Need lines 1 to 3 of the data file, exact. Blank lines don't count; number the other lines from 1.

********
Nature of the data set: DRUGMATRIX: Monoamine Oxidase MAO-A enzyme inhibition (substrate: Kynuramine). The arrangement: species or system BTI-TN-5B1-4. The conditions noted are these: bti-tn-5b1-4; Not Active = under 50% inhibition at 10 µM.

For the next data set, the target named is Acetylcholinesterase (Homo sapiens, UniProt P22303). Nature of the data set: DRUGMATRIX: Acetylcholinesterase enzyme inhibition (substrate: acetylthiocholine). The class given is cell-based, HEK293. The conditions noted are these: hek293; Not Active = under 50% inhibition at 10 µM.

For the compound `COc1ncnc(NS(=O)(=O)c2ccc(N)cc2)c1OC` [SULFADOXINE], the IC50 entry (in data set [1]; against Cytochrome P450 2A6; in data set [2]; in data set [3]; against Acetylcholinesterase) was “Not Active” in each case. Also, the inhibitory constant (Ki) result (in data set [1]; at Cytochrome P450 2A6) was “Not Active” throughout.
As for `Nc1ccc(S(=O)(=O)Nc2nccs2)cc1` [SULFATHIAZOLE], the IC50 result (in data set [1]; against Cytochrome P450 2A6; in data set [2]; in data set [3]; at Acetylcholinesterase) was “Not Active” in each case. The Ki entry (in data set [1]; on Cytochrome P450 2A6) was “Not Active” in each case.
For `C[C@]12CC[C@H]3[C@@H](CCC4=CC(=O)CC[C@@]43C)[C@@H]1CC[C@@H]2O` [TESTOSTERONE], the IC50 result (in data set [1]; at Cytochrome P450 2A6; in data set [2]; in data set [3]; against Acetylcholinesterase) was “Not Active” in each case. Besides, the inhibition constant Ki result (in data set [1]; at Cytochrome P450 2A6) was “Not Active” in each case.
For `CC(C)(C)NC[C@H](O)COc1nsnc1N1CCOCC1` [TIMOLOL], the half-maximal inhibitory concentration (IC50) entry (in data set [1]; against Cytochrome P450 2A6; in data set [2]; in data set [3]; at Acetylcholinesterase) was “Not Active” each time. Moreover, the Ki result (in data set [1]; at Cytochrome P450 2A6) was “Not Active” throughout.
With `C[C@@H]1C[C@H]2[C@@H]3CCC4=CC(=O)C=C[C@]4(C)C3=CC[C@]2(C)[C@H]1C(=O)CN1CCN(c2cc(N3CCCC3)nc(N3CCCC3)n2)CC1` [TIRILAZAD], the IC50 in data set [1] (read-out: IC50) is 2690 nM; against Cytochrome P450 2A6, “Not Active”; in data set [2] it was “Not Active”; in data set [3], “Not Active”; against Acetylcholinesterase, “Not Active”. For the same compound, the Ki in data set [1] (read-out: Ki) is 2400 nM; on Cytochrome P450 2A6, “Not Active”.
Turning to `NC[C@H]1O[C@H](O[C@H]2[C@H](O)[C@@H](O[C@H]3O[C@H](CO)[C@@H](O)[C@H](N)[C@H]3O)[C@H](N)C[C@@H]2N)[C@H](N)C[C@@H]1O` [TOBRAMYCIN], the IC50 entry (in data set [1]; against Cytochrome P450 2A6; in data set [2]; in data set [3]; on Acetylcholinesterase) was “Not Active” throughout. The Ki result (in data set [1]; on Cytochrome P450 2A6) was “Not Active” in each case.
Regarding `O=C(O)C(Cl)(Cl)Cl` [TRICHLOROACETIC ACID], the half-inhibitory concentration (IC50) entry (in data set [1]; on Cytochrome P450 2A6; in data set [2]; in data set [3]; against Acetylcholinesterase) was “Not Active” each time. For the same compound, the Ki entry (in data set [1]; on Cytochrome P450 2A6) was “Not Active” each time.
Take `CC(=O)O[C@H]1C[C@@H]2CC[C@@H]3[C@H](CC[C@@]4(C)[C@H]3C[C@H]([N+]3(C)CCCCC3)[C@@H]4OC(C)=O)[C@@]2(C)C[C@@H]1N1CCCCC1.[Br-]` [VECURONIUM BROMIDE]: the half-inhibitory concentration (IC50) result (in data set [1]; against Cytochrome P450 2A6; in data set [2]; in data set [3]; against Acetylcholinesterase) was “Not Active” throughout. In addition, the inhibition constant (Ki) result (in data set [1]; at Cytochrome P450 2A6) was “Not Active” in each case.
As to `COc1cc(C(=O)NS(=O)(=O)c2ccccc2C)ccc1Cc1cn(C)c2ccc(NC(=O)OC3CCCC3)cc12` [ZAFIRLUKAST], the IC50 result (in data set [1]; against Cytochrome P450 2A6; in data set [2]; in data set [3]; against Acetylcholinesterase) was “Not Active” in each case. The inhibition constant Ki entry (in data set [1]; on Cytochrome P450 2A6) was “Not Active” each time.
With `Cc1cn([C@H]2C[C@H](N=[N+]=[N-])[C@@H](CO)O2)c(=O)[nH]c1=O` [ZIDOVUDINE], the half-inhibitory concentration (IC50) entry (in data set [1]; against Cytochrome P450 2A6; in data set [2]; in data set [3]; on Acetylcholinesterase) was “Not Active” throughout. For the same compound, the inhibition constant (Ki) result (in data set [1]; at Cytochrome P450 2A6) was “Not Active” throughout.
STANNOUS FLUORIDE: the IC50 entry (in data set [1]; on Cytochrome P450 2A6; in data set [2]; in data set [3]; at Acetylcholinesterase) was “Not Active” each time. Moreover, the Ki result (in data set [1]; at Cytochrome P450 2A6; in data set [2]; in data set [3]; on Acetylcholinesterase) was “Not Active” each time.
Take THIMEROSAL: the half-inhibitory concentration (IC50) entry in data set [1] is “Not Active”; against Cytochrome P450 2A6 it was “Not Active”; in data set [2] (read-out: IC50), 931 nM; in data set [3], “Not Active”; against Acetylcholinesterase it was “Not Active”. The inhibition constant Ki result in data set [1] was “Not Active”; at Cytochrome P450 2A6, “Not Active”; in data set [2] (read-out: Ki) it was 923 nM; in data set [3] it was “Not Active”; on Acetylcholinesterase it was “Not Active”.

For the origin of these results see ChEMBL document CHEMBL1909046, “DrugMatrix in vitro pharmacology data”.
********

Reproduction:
Nature of the data set: DRUGMATRIX: Monoamine Oxidase MAO-A enzyme inhibition (substrate: Kynuramine). The arrangement: species or system BTI-TN-5B1-4. The conditions noted are these: bti-tn-5b1-4; Not Active = under 50% inhibition at 10 µM.

For the next data set, the target named is Acetylcholinesterase (Homo sapiens, UniProt P22303). Nature of the data set: DRUGMATRIX: Acetylcholinesterase enzyme inhibition (substrate: acetylthiocholine). The class given is cell-based, HEK293. The conditions noted are these: hek293; Not Active = under 50% inhibition at 10 µM.

For the compound `COc1ncnc(NS(=O)(=O)c2ccc(N)cc2)c1OC` [SULFADOXINE], the IC50 entry (in data set [1]; against Cytochrome P450 2A6; in data set [2]; in data set [3]; against Acetylcholinesterase) was “Not Active” in each case. Also, the inhibitory constant (Ki) result (in data set [1]; at Cytochrome P450 2A6) was “Not Active” throughout.